The gulf between USI-Tech management’s narrative and what actually happened continues to widen, following a January 31st news-release issued by the Texas Securities Board.
In the news-release the Securities Board describes USI-Tech as
a secretive, Dubai-based firm promising it could deliver low-risk, triple-digit returns from investments tied to bitcoin mining.
USI-Tech solicited Texas investors through targeted craigslist advertisements, YouTube videos, and standalone websites.
The Securities Board reaffirms that it issued USI-Tech with a cease and desist because
neither the two sales agents named in the order nor the company is registered to sell securities in Texas.
As pointed out by the Securities Board, rather than prove to US regulators it wasn’t just shuffling newly invested funds around to pay existing investors,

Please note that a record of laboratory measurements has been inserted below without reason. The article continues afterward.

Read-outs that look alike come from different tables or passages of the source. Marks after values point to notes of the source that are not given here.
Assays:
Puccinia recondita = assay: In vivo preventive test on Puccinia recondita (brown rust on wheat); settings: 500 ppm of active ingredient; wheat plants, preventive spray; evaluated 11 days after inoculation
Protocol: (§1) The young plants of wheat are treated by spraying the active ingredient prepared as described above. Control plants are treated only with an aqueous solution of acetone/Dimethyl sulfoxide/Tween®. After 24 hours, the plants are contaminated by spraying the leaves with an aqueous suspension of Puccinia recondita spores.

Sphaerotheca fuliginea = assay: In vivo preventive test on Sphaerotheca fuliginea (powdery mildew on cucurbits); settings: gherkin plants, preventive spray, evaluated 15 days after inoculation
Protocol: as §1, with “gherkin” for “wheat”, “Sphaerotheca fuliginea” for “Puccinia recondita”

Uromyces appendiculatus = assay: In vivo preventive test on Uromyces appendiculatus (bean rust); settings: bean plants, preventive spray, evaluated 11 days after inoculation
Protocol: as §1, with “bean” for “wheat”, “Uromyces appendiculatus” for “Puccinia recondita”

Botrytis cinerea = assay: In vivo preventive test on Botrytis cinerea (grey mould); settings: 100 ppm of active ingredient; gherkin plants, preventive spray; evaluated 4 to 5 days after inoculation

within three weeks of the order USI-Tech announced it would cease sales operations in the U.S. and Canada.
Clarification from the Securities Board is in stark contrast to USI-Tech’s own version of events.
On or around January 25th USI-Tech management claimed the company was working with US regulators and on the verge of reopening in the US.
Horst Jicha, one of USI-Tech’s four co-founders, explicitly told investors “USI-Tech never had a problem in the USA”.
The company’s US law firm, Hart David Carson, meanwhile stated it was “actively engaged” with regulators in Texas and
working to identify the principal state-based issue, resolve said issue accordingly, and pursue/attain any and all necessary state-based qualifications and/or licensure.
How strange the Texas Securities Board failed to mention any of that in their news-release.